E-cigarettes may have helped 18,000 people in England give up smoking in 2015, according to new research published in the British Medical Journal.
Researchers at the Health Behaviour Research Centre at the University College London (UCL) analysed data from the Smoking Toolkit study, which provides the latest information on smoking in England, and data on the percentage of the smokers who set a quit date with Stop Smoking Services.
The study found no evidence that e-cigarettes prompted more people to quit but it was found that, as more people used e-cigarettes, more people successfully quit smoking.
It is estimated that 2.8 million people in the UK use e-cigarettes and are the most popular smoking cessation aid in the UK.
However, prescription medication and professional support from Stop Smoking Services are still thought to be the most effective way to quit smoking.
While only 450,000 people each year take up these services, a smoker is around three times more likely to quit than going cold turkey on their own.
Tobacco kills more than 100,000 people a year in the UK and is still the number one preventable cause of cancer.
Professor Robert West, Health Behaviour Research Centre at UCL, said: “England is sometimes singled out as being too positive in its attitude to e-cigarettes. These data suggest that our relatively liberal regulation of e-cigarettes is probably justified.”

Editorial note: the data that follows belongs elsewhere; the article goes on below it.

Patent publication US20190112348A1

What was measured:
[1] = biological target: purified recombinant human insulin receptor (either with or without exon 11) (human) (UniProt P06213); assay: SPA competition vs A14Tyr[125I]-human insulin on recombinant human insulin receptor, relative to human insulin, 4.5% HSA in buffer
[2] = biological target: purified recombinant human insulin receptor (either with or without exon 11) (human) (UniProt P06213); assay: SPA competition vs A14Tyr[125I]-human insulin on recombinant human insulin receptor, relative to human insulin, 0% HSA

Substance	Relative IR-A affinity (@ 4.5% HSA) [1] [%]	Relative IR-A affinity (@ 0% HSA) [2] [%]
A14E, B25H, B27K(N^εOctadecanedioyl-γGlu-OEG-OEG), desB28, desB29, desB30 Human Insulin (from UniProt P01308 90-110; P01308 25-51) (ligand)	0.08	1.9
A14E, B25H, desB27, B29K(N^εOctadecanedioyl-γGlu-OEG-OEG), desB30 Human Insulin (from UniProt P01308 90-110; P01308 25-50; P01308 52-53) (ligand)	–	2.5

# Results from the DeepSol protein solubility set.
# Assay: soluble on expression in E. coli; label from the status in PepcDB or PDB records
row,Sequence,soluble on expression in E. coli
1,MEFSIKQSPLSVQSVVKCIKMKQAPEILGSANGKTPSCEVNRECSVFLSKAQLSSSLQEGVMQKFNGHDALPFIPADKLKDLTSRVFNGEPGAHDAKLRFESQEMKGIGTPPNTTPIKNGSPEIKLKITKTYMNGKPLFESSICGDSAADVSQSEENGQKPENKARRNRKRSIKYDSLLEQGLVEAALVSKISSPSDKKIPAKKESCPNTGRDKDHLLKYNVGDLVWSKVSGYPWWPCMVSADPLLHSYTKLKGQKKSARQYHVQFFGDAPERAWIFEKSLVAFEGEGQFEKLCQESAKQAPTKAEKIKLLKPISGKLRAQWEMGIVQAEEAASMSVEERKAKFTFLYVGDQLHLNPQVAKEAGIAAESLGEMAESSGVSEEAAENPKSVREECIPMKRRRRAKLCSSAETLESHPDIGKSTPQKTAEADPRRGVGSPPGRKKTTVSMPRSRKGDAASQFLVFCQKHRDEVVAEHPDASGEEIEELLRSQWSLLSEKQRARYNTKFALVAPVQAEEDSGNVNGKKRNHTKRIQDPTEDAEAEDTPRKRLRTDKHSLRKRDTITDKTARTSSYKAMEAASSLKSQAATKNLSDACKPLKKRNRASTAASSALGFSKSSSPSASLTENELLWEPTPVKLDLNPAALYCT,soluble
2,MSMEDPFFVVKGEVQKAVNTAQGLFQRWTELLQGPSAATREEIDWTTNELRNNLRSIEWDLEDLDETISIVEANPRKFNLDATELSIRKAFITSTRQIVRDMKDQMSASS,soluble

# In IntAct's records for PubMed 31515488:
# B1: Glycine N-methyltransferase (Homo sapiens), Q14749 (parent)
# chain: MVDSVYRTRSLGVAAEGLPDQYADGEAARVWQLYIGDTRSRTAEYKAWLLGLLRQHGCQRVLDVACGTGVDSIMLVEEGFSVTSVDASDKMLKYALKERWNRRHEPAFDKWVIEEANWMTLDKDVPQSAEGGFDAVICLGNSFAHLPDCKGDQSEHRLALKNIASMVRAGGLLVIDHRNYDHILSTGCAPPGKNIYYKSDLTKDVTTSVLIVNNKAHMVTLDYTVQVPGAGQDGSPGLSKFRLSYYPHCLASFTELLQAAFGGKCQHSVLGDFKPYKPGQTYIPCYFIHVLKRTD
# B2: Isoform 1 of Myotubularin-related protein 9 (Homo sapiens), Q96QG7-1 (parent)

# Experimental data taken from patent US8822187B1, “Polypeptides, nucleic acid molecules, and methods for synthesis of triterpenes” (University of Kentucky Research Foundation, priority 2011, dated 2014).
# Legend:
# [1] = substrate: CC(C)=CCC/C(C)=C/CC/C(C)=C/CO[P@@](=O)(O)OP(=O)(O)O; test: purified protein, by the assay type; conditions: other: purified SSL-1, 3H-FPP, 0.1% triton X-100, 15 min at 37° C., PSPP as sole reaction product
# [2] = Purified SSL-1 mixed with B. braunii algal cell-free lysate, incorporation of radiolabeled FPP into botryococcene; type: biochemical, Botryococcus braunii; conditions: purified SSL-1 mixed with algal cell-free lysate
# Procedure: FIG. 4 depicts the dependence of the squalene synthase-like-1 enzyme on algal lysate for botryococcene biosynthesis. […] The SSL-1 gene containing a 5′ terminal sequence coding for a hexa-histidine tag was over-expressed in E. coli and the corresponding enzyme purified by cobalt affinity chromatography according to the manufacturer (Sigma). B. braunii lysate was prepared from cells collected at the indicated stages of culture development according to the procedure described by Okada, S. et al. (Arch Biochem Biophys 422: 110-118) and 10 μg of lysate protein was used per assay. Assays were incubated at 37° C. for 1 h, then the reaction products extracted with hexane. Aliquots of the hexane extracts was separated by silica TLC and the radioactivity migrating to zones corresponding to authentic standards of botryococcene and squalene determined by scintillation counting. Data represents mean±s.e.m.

Alison Cox, director of prevention at Cancer Research UK, added: “Giving up smoking can be really tough. It’s important to remember that getting support from Stop Smoking Services is still the most effective way to quit.
“E-cigarettes can play a role in helping people quit and the evidence so far shows e-cigarettes are much safer than tobacco. This study shows the positive impact they’ve had on helping people give up the deadly addiction.
The Department of Health and Public Health England have previously backed the use of e-cigarettes to help smokers quit in an alternative to other nicotine replacements.
However, other studies have been published that highlight the harm potentially caused by e-cigarettes, including research from the University of Athens that found e-cigarettes cause similar heart damage to smoking tobacco.